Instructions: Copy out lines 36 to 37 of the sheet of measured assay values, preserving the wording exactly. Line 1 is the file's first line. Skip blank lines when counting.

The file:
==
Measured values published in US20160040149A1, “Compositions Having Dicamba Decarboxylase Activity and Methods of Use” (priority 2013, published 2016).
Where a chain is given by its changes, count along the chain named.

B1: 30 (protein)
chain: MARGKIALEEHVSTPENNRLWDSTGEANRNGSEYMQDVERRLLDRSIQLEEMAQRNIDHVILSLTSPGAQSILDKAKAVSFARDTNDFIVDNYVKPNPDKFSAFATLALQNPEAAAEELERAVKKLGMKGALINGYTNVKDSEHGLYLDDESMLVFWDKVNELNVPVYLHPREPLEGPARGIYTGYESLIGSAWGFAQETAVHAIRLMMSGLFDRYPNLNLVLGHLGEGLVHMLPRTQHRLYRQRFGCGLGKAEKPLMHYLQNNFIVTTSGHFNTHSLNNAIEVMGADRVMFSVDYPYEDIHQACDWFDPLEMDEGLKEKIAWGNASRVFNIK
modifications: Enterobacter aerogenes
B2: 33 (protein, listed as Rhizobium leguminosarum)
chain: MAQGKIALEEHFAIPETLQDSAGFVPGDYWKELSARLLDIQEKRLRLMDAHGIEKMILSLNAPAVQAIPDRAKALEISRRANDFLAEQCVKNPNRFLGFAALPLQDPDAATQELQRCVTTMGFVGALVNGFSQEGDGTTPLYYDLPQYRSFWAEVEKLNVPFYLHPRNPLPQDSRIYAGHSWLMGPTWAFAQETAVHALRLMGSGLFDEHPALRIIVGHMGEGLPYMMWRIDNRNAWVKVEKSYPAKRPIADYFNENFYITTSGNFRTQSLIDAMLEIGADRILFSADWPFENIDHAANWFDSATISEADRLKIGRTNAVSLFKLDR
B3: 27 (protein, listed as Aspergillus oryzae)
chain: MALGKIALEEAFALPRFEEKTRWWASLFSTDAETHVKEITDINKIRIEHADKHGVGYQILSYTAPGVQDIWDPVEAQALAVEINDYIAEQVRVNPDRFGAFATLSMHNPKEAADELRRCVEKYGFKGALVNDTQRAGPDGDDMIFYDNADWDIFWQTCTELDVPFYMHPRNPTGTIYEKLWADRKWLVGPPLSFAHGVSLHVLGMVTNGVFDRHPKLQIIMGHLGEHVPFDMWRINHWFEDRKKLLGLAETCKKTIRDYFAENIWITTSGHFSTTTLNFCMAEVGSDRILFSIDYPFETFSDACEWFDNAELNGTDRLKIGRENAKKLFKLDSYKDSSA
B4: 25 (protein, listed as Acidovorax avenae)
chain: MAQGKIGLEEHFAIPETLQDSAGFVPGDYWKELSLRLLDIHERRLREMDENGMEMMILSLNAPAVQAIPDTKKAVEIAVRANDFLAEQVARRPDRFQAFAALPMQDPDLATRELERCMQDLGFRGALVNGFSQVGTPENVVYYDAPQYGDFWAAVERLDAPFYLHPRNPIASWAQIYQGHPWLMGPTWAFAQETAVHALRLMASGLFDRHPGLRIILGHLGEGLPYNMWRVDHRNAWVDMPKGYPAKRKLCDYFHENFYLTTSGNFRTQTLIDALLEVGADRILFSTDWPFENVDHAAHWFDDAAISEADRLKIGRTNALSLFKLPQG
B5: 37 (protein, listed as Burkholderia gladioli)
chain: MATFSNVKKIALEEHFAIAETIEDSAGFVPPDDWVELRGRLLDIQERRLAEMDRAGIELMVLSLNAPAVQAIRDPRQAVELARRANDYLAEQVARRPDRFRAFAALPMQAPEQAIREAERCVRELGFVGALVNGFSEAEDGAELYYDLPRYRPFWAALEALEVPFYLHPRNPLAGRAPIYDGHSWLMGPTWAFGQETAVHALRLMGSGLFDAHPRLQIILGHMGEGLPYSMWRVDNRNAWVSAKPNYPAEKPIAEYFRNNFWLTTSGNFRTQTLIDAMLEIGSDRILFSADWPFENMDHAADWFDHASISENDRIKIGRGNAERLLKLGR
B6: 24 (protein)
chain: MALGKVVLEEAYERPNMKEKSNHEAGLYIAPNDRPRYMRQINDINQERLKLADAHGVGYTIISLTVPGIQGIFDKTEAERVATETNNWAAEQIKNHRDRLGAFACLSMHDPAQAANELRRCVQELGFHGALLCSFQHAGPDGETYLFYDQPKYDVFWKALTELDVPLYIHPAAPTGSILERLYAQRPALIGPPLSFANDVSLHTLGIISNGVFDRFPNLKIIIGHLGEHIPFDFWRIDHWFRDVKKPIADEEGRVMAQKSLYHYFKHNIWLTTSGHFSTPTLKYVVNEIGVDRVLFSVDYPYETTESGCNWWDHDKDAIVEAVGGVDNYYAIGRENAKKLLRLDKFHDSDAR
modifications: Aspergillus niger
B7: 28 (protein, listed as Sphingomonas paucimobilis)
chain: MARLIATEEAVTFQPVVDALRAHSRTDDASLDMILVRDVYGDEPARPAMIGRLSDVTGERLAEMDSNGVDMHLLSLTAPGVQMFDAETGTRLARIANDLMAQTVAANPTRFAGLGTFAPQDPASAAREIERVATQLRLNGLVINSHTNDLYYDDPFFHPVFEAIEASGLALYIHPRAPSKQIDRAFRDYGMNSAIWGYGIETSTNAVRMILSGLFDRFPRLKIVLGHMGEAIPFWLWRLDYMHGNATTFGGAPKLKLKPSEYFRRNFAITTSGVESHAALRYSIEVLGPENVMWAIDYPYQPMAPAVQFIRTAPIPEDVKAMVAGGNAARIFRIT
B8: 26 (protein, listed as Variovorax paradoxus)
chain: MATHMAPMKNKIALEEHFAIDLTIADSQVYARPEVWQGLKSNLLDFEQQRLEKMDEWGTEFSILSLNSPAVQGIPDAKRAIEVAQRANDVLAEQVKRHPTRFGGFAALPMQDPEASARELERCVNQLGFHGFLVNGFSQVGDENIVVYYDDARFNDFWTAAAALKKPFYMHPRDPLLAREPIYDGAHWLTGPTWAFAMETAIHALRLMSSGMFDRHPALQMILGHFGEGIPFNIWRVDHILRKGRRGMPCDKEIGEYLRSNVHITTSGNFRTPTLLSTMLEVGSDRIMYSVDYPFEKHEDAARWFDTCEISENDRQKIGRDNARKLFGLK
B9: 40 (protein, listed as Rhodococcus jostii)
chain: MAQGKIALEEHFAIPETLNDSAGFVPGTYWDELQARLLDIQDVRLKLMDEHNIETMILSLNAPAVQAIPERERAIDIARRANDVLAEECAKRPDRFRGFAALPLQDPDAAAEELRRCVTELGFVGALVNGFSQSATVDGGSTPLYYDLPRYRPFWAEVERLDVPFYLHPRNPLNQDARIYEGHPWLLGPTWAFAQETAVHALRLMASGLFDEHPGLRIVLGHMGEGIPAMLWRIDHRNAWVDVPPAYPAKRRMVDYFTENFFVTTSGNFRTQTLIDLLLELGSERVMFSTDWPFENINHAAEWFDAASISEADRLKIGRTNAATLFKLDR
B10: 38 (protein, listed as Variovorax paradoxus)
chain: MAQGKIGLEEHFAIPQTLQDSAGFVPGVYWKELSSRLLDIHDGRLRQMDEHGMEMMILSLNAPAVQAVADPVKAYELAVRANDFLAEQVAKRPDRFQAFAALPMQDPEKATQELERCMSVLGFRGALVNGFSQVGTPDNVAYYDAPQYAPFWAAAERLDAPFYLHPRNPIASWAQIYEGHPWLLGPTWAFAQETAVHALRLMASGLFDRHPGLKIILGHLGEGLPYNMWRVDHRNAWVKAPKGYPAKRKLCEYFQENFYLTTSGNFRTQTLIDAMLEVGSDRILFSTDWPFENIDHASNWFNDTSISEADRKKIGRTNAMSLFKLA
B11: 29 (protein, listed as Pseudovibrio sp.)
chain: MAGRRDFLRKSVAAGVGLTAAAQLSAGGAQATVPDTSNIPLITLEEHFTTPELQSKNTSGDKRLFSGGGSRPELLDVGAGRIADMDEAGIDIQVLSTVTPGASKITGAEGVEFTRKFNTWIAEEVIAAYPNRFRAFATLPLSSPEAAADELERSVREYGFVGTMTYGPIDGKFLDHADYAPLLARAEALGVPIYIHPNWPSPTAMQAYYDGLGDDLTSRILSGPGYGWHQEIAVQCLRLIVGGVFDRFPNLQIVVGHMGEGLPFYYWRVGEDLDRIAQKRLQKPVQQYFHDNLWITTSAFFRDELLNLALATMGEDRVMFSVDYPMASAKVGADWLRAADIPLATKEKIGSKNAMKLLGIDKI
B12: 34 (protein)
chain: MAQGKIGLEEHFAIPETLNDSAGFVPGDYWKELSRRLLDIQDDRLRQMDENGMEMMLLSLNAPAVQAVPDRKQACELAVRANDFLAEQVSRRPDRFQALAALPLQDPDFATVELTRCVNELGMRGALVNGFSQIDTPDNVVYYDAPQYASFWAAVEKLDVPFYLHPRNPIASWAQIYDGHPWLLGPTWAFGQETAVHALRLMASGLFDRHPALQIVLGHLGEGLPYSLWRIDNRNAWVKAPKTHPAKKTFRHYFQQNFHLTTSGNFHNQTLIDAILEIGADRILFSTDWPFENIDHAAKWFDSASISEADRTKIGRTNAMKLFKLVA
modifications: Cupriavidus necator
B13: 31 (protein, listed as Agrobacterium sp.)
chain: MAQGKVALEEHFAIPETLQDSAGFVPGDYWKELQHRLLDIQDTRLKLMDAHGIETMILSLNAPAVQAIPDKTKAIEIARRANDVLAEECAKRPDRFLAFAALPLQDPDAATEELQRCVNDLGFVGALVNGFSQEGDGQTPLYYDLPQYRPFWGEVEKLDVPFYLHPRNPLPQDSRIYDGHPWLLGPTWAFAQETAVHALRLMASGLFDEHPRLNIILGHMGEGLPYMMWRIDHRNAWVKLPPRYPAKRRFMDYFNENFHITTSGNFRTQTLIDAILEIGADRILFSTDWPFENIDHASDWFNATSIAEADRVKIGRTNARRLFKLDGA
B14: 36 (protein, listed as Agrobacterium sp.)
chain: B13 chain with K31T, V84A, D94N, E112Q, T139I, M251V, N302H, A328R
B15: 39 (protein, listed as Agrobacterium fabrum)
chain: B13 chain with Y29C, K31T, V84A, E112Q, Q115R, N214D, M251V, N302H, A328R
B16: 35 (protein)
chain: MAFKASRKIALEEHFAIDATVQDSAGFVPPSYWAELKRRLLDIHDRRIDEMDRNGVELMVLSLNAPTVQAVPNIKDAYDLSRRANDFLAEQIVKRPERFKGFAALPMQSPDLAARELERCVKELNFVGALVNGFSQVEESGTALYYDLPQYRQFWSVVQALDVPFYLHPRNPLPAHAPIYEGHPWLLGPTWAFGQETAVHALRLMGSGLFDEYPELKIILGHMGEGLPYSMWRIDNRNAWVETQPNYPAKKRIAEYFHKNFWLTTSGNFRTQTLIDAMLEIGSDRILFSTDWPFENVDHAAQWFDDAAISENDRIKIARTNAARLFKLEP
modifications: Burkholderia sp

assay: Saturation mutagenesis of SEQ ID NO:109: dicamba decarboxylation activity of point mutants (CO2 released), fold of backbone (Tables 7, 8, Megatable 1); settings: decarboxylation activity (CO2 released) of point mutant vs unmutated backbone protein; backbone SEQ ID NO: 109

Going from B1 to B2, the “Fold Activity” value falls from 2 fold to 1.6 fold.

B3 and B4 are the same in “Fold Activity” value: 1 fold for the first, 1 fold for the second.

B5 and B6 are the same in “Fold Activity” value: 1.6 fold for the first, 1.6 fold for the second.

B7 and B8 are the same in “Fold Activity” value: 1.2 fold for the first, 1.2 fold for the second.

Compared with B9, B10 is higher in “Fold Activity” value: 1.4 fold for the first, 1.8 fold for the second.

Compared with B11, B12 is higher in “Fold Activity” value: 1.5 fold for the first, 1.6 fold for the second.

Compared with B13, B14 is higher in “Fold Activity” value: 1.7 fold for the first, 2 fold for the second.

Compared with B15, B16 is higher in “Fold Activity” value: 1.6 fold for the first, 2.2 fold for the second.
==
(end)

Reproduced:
B16: 35 (protein)
chain: MAFKASRKIALEEHFAIDATVQDSAGFVPPSYWAELKRRLLDIHDRRIDEMDRNGVELMVLSLNAPTVQAVPNIKDAYDLSRRANDFLAEQIVKRPERFKGFAALPMQSPDLAARELERCVKELNFVGALVNGFSQVEESGTALYYDLPQYRQFWSVVQALDVPFYLHPRNPLPAHAPIYEGHPWLLGPTWAFGQETAVHALRLMGSGLFDEYPELKIILGHMGEGLPYSMWRIDNRNAWVETQPNYPAKKRIAEYFHKNFWLTTSGNFRTQTLIDAMLEIGSDRILFSTDWPFENVDHAAQWFDDAAISENDRIKIARTNAARLFKLEP